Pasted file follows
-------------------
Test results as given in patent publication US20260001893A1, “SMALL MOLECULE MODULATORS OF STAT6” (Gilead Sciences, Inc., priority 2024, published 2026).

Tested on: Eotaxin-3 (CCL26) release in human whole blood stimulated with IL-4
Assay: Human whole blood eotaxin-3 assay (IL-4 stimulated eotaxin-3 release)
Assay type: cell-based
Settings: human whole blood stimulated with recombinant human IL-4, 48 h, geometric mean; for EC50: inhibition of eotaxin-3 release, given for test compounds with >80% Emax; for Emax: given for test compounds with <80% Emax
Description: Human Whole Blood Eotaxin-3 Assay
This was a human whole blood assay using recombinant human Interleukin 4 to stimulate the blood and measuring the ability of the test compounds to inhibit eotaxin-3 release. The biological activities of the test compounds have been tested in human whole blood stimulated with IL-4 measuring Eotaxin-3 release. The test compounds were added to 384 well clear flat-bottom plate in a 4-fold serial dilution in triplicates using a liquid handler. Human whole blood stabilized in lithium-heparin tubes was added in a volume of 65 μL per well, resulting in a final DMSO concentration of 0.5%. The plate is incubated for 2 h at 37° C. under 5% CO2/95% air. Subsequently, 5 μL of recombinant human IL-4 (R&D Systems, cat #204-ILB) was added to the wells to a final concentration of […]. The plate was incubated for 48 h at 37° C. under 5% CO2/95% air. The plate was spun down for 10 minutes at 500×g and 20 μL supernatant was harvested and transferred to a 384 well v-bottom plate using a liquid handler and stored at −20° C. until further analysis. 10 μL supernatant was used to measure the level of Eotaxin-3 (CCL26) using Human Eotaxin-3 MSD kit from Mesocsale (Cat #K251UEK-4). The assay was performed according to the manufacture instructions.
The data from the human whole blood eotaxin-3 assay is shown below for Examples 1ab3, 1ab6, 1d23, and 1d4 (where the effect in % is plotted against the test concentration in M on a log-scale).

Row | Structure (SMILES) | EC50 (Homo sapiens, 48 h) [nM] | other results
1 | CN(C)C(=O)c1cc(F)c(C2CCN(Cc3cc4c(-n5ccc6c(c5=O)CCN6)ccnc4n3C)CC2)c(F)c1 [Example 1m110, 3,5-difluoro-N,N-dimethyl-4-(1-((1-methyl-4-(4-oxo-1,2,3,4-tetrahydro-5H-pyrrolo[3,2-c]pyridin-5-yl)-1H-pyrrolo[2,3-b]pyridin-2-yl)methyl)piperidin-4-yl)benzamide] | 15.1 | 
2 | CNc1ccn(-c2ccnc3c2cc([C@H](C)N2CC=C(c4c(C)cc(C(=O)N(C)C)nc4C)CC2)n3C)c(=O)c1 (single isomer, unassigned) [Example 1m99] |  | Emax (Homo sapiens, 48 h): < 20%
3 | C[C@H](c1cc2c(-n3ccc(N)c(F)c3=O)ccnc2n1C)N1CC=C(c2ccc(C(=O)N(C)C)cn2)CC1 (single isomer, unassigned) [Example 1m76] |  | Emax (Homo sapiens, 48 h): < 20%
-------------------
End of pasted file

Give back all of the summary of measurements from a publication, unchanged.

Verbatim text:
Test results as given in patent publication US20260001893A1, “SMALL MOLECULE MODULATORS OF STAT6” (Gilead Sciences, Inc., priority 2024, published 2026).

Tested on: Eotaxin-3 (CCL26) release in human whole blood stimulated with IL-4
Assay: Human whole blood eotaxin-3 assay (IL-4 stimulated eotaxin-3 release)
Assay type: cell-based
Settings: human whole blood stimulated with recombinant human IL-4, 48 h, geometric mean; for EC50: inhibition of eotaxin-3 release, given for test compounds with >80% Emax; for Emax: given for test compounds with <80% Emax
Description: Human Whole Blood Eotaxin-3 Assay
This was a human whole blood assay using recombinant human Interleukin 4 to stimulate the blood and measuring the ability of the test compounds to inhibit eotaxin-3 release. The biological activities of the test compounds have been tested in human whole blood stimulated with IL-4 measuring Eotaxin-3 release. The test compounds were added to 384 well clear flat-bottom plate in a 4-fold serial dilution in triplicates using a liquid handler. Human whole blood stabilized in lithium-heparin tubes was added in a volume of 65 μL per well, resulting in a final DMSO concentration of 0.5%. The plate is incubated for 2 h at 37° C. under 5% CO2/95% air. Subsequently, 5 μL of recombinant human IL-4 (R&D Systems, cat #204-ILB) was added to the wells to a final concentration of […]. The plate was incubated for 48 h at 37° C. under 5% CO2/95% air. The plate was spun down for 10 minutes at 500×g and 20 μL supernatant was harvested and transferred to a 384 well v-bottom plate using a liquid handler and stored at −20° C. until further analysis. 10 μL supernatant was used to measure the level of Eotaxin-3 (CCL26) using Human Eotaxin-3 MSD kit from Mesocsale (Cat #K251UEK-4). The assay was performed according to the manufacture instructions.
The data from the human whole blood eotaxin-3 assay is shown below for Examples 1ab3, 1ab6, 1d23, and 1d4 (where the effect in % is plotted against the test concentration in M on a log-scale).

Row | Structure (SMILES) | EC50 (Homo sapiens, 48 h) [nM] | other results
1 | CN(C)C(=O)c1cc(F)c(C2CCN(Cc3cc4c(-n5ccc6c(c5=O)CCN6)ccnc4n3C)CC2)c(F)c1 [Example 1m110, 3,5-difluoro-N,N-dimethyl-4-(1-((1-methyl-4-(4-oxo-1,2,3,4-tetrahydro-5H-pyrrolo[3,2-c]pyridin-5-yl)-1H-pyrrolo[2,3-b]pyridin-2-yl)methyl)piperidin-4-yl)benzamide] | 15.1 | 
2 | CNc1ccn(-c2ccnc3c2cc([C@H](C)N2CC=C(c4c(C)cc(C(=O)N(C)C)nc4C)CC2)n3C)c(=O)c1 (single isomer, unassigned) [Example 1m99] |  | Emax (Homo sapiens, 48 h): < 20%
3 | C[C@H](c1cc2c(-n3ccc(N)c(F)c3=O)ccnc2n1C)N1CC=C(c2ccc(C(=O)N(C)C)cn2)CC1 (single isomer, unassigned) [Example 1m76] |  | Emax (Homo sapiens, 48 h): < 20%